Some creators charge a fee for signing books that are being witnessed by a CGC employee. That seems fair, especially since CGC is actually charging for their participation, and the book’s owner is hoping to increase the issue’s value by getting it slabbed and graded. My friend Dan Jurgens does not charge for signing books. Dan once had someone approach him at a con, accompanied by a CGC representative, with 300 copies of “Superman” #75 he wanted signed. A deal was worked out for a substantial contribution to Hero Initiative, but it gives you an idea how someone might take advantage. I’ve done the same for CGC books in the past, though never for a stack that large.
Bear in mind, this is all from a writer’s perspective. Specifically, from this writer’s perspective. For artists, other factors come into play. Signing books is an interruption in working on the commissions they’ve been paid to draw. Handing artists an endless stack of books to sign most certainly impacts their bottom line. Some artists set specific signing windows, so they can concentrate on drawing during the non-signing times.
Let’s not candy coat the reality: conventions are in large part about commerce. Promoters want to sell tables to vendors and tickets to attendees. Vendors want to sell merchandise. Creators want to sell their wares. Artists, in particular, can generate very tidy income from sales of originals and sketches, enough that a number of them, including my buddies Mike McKone and Kevin Maguire, derive a majority of their income from conventions. If that commerce includes an autograph fee, that has to be up to the individual.
For me, very often when I’m at a convention, I’m being paid an appearance fee to attend (in addition to having travel and accommodations covered). The appearance fee offsets the loss of working time, and thus income, while attending a show. Writers, as opposed to artists, have less ability to generate income at cons. Best-case scenario, a writer can make a few hundred bucks, maybe a bit more at a larger con, selling issues and collections. The promotional value is an added allure, of course, but it’s hard to pay the mortgage with promotion. If I’m being compensated by the convention, I’m not charging fans for autographs; they’ve already paid their admission fee.
Certainly the media guests at cons are being paid appearance fees as well as charging for autographs and photos. I’ve been told it’s not unusual for upper-end celebrities to walk away from a big show pocketing six figures. There’s a sense on some quarters that comic people are the ones who built the convention scene, but now celebrities are the one deriving the most benefit from it. I’ve definitely been at shows where the common wisdom was that celebrity autographs were sucking most of the money out of the dealers/creators room.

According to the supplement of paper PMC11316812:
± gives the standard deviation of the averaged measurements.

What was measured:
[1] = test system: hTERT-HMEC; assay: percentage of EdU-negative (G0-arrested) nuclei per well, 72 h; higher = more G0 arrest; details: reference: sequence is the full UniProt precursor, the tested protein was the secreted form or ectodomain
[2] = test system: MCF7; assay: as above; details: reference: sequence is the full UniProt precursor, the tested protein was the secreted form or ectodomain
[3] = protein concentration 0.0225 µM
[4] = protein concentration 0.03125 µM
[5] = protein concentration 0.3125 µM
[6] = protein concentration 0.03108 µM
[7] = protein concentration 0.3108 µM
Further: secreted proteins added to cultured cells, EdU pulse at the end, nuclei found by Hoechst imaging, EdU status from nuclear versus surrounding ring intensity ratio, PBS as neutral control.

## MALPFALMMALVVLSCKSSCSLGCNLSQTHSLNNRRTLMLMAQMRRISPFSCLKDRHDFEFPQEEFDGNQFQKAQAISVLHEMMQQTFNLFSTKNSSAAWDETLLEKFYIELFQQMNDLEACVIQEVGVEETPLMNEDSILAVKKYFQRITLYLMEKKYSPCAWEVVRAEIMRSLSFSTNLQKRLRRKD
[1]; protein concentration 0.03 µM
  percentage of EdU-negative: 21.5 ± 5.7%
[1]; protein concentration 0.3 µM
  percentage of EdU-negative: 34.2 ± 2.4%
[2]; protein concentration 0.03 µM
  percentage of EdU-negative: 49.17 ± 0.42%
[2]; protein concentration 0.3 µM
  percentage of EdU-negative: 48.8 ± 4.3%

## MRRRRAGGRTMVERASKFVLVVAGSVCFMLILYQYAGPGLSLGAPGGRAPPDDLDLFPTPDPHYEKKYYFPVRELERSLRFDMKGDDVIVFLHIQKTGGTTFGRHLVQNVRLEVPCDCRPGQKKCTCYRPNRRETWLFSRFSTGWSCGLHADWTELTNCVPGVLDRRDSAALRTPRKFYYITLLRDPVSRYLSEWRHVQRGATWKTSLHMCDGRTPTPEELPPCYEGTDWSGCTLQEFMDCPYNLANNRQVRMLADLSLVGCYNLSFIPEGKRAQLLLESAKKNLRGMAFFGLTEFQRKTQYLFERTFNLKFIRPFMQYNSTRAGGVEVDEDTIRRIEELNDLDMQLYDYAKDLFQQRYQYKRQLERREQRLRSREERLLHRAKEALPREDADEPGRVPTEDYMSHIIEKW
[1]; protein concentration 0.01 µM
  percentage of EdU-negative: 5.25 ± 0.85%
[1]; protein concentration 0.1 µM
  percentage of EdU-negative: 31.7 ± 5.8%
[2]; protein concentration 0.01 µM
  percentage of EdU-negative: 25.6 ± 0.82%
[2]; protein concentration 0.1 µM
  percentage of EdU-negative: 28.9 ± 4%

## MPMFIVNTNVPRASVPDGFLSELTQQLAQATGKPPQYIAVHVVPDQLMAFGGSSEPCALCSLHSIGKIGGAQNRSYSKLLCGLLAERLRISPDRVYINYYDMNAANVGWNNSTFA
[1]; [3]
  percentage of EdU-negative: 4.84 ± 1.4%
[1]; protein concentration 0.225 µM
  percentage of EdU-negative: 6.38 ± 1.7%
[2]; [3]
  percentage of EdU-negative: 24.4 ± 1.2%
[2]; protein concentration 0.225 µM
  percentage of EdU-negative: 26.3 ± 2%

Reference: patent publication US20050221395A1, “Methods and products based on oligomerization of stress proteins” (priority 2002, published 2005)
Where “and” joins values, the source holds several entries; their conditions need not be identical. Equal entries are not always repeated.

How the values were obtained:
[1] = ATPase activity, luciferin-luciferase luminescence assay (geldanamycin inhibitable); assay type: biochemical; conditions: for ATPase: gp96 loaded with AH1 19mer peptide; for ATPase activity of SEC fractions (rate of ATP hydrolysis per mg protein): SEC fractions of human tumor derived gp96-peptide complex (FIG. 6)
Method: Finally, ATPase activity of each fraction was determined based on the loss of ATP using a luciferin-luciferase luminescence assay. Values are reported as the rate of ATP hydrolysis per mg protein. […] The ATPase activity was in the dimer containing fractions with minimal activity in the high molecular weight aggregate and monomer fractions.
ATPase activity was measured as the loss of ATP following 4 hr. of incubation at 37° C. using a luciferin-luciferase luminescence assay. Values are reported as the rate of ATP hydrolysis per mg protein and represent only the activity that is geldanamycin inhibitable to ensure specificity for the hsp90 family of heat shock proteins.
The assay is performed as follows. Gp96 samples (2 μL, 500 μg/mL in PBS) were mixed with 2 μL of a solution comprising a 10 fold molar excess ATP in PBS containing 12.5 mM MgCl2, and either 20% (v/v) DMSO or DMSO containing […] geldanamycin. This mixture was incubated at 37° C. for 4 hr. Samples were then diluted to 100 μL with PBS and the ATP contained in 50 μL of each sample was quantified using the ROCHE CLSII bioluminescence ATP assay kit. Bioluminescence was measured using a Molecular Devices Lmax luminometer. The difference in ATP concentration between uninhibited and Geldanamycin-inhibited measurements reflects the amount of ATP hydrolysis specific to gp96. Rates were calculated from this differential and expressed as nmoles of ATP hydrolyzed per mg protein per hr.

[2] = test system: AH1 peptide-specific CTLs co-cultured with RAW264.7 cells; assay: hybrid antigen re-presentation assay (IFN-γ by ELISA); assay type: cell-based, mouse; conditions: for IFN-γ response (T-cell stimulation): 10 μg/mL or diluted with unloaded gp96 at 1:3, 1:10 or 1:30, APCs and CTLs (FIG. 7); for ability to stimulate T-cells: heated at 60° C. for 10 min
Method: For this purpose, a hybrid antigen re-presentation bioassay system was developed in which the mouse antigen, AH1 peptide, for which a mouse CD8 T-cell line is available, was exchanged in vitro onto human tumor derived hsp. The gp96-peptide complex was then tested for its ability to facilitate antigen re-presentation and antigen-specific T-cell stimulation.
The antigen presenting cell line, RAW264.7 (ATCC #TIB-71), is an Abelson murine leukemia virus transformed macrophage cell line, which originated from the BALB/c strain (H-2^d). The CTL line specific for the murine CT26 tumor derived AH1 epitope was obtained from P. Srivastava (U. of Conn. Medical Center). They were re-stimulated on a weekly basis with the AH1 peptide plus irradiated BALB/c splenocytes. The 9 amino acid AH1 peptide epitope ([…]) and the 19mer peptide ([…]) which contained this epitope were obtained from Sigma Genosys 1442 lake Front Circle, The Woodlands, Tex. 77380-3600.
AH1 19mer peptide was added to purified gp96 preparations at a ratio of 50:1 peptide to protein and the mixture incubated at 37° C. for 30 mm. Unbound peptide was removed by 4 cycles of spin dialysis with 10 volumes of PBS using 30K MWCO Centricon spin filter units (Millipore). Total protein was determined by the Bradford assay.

All that said, I feel like signing comics for free is a sign of appreciation for your audience. Hopefully, some sense of reciprocity accompanies it. If you’re having a stack of books signed, drop a few dollars in a donation bucket, or in the tip jar on the creator’s table, as Ben Templesmith has suggested. Or you can purchase something from the creator’s table, or commission a sketch, as a thank you.
But understand that this is what I do. It’s what I’m comfortable with, and I don’t expect it to be the answer for everyone. Everybody’s outlook is different, and more importantly, everybody’s situation is different.
I know of a number of creators, some enjoyed most of their commercial success in the 1980s, who charge up to $5 a signature. I don’t begrudge them the practice. Everybody has to make the decision that’s right for them. For some, it’s the way they make ends meet, because much of their mainstream work has dried up. It’s no secret that the comic industry is less than kind to its elders. Last weekend at Baltimore Comic-Con, I heard one veteran creator say, “This is my last show this year. I hope I make enough to get us through the winter.” That’s a sobering revelation. (Incidentally, the creator in question who was charging for autographs.)
This is about what the market will bear, and there’s no one-size-fits-all answer. As I said, I don’t begrudge anyone their choice to ask an autograph fee. I would hope the same courtesy is extended to those of us who decline to ask a fee. It’s not my responsibility to charge for an autograph so that others who do charge will find a more agreeable market. The fan-creator experience at conventions is fairly unique to comics. I personally don’t want to put a price on that.
Ron Marz has been writing comics for two decades, and thinks it’s pretty much the best job ever. His current work includes “Witchblade” and the graphic novel series “Ravine” for Top Cow, “The Protectors” for Athleta Comics, his creator-owned title, “Shinku,” for Image, and Sunday-style strips “The Mucker” and “Korak” for Edgar Rice Burroughs, Inc. Follow him on Twitter (@ronmarz) and his website, www.ronmarz.com.